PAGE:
The trade results for August are in and they couldn’t be any worse, though given the current trajectory, they may very well be worse in September.
The overall deficit soared to $67.1 billion, beating the record set only one month earlier by $3.7 billion. More importantly, the deficit in manufactured products continues to explode, jumping $2.9 billion from the previous month’s record to $83.2 billion – an annualized rate of almost exactly one trillion dollars. Here’s a chart of the deficit in manufactured goods: Monthly trade deficit in manufactured goods.
China didn’t help a bit. If they lived up to the agreement they made in the “Phase 1” trade deal, the deficit in manufactured goods would have been lower by $4.5 billion. They didn’t. Not even close. Not only did they not meet the goal in any category of goods, they even fell behind the 2017 baseline by a half billion dollars. In two of the four categories – energy and agriculture – they did import more than the 2017 baseline, but barely. They’ve made no progress at all toward meeting the goals set for 2020 in the deal. Here’s the chart: Monthly “Phase 1” trade deal results.
The deficit with China did drop slightly, falling to $29.8 billion from $31.6 billion in July. But it was of no benefit to America. The big winners from the success that Trump has had in reducing the deficit with China – thanks to the tariffs enacted before the “Phase 1” deal – have been Mexico and Vietnam. The monthly trade deficit with Mexico has quadrupled since Trump took office, soaring to a new record of $12.8 billion in August (beating the previous month’s record by a whopping $2.1 billion), compared to $3.8 billion when Trump took office in January of 2017. The deficit with Vietnam also blew past the previous month’s record, rising $0.8 billion to $7.6 billion, more than double when Trump took office.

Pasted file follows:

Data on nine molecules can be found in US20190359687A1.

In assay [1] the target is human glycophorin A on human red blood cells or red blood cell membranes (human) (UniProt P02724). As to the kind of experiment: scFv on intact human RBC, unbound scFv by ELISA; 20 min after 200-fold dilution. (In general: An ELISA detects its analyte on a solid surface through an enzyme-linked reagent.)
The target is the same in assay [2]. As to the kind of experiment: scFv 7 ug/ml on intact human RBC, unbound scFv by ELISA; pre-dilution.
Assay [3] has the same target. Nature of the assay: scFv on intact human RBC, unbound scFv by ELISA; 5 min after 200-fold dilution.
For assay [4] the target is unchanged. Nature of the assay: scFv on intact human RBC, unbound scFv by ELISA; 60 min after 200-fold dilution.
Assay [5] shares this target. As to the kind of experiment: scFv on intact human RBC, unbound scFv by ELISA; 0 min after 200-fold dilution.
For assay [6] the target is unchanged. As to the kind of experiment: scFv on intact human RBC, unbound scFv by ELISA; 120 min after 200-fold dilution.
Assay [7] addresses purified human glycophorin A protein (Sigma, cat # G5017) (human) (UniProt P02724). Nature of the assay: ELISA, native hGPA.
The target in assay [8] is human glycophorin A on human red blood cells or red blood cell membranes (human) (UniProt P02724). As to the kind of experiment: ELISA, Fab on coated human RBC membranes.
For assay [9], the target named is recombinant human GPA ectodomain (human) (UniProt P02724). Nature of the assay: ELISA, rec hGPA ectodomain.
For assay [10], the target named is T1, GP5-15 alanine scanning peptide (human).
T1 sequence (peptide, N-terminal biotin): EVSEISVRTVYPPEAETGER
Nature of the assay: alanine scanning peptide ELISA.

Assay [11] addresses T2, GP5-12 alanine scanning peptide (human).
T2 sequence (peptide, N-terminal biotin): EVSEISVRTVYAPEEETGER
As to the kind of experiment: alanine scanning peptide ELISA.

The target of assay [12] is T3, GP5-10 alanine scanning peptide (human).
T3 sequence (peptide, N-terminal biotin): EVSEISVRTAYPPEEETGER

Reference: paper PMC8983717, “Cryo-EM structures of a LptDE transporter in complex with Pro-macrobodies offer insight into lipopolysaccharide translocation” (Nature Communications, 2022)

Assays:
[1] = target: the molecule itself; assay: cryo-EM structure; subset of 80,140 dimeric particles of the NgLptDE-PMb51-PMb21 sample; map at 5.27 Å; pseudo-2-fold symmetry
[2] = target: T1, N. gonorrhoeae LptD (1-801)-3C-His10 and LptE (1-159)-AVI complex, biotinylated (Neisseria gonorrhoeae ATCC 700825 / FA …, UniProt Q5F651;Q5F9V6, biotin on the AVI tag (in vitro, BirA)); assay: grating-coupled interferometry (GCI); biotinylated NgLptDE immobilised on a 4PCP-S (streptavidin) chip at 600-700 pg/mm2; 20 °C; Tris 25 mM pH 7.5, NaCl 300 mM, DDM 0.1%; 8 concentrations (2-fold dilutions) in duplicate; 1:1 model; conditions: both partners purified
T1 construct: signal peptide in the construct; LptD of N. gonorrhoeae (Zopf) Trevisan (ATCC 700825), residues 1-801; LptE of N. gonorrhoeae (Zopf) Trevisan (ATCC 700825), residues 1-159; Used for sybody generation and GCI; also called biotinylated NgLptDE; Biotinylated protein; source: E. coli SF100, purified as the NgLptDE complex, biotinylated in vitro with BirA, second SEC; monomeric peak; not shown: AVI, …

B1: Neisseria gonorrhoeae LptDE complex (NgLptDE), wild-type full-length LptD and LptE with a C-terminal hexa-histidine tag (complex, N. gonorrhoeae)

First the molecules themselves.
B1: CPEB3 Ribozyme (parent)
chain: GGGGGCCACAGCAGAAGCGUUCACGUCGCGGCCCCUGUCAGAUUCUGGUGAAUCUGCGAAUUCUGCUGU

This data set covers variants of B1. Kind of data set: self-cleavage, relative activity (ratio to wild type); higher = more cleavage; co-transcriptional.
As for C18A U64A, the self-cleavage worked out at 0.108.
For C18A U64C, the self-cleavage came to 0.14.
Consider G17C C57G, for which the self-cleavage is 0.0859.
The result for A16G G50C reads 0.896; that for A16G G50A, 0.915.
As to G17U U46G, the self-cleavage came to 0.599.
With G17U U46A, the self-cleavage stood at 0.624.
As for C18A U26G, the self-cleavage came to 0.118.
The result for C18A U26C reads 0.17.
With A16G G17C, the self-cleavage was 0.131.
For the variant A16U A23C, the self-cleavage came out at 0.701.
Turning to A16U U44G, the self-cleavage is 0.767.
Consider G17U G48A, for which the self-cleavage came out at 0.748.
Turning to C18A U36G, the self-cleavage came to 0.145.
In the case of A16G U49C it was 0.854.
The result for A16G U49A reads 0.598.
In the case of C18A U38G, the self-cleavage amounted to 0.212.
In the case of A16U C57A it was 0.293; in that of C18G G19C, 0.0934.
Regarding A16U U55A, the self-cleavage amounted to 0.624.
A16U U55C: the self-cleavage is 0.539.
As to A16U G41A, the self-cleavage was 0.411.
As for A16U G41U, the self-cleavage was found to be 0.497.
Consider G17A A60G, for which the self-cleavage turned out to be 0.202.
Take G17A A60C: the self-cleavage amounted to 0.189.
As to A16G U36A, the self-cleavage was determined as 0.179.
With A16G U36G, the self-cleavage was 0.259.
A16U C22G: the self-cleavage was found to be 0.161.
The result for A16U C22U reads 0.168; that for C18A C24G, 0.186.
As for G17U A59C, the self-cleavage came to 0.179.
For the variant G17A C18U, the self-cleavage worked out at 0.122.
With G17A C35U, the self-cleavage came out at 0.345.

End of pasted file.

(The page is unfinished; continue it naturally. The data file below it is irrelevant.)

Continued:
To be fair, the trade deficit in manufactured goods was dropping nicely until the pandemic hit. It had fallen to $59.9 billion in February, but has risen dramatically since. Blame the pandemic. All of the money that Americans used to spend on dining out, travel, gym memberships and entertainment is now being spent on goods. Much of the stimulus money meant to help Americans is now in the hands of foreign manufacturers.
Though Trump has done far more than any president in decades to address the trade deficit and to bring manufacturing jobs back to America, he still needs to be much more aggressive with imposing tariffs on a wide range of countries who feed off of the American market to sustain their bloated labor forces. If he had, he’d be a shoo-in to win the election instead of finding himself the underdog. America will never be “great again” until store shelves are stocked with products “Made in the USA.”